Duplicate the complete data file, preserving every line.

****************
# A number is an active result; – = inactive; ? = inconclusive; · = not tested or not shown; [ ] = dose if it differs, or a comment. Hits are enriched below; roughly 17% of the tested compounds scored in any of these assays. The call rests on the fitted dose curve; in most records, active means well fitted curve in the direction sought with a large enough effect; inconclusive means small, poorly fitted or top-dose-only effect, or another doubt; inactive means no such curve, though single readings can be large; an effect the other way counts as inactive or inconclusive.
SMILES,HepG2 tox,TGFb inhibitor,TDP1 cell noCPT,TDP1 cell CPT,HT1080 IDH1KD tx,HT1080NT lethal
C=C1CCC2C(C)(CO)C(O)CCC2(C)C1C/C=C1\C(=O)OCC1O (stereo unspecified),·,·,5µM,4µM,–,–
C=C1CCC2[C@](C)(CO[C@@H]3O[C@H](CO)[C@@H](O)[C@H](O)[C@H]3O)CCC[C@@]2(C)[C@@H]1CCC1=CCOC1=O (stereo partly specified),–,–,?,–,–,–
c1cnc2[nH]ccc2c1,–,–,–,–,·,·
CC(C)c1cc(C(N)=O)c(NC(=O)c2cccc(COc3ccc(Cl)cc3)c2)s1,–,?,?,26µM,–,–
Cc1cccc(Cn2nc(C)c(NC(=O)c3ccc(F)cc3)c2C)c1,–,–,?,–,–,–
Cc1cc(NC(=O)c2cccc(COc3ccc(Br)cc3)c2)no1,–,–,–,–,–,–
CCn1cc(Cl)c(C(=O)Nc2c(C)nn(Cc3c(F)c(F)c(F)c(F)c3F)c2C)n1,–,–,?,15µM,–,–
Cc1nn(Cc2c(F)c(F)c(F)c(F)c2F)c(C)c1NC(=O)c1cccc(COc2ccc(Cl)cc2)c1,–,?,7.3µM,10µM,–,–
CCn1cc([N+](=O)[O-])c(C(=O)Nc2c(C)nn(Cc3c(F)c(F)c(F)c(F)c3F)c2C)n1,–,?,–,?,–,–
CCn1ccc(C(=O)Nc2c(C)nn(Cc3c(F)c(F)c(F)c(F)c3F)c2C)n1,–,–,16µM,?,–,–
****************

# A number is an active result; – = inactive; ? = inconclusive; · = not tested or not shown; [ ] = dose if it differs, or a comment. Hits are enriched below; roughly 17% of the tested compounds scored in any of these assays. The call rests on the fitted dose curve; in most records, active means well fitted curve in the direction sought with a large enough effect; inconclusive means small, poorly fitted or top-dose-only effect, or another doubt; inactive means no such curve, though single readings can be large; an effect the other way counts as inactive or inconclusive.
SMILES,HepG2 tox,TGFb inhibitor,TDP1 cell noCPT,TDP1 cell CPT,HT1080 IDH1KD tx,HT1080NT lethal
C=C1CCC2C(C)(CO)C(O)CCC2(C)C1C/C=C1\C(=O)OCC1O (stereo unspecified),·,·,5µM,4µM,–,–
C=C1CCC2[C@](C)(CO[C@@H]3O[C@H](CO)[C@@H](O)[C@H](O)[C@H]3O)CCC[C@@]2(C)[C@@H]1CCC1=CCOC1=O (stereo partly specified),–,–,?,–,–,–
c1cnc2[nH]ccc2c1,–,–,–,–,·,·
CC(C)c1cc(C(N)=O)c(NC(=O)c2cccc(COc3ccc(Cl)cc3)c2)s1,–,?,?,26µM,–,–
Cc1cccc(Cn2nc(C)c(NC(=O)c3ccc(F)cc3)c2C)c1,–,–,?,–,–,–
Cc1cc(NC(=O)c2cccc(COc3ccc(Br)cc3)c2)no1,–,–,–,–,–,–
CCn1cc(Cl)c(C(=O)Nc2c(C)nn(Cc3c(F)c(F)c(F)c(F)c3F)c2C)n1,–,–,?,15µM,–,–
Cc1nn(Cc2c(F)c(F)c(F)c(F)c2F)c(C)c1NC(=O)c1cccc(COc2ccc(Cl)cc2)c1,–,?,7.3µM,10µM,–,–
CCn1cc([N+](=O)[O-])c(C(=O)Nc2c(C)nn(Cc3c(F)c(F)c(F)c(F)c3F)c2C)n1,–,?,–,?,–,–
CCn1ccc(C(=O)Nc2c(C)nn(Cc3c(F)c(F)c(F)c(F)c3F)c2C)n1,–,–,16µM,?,–,–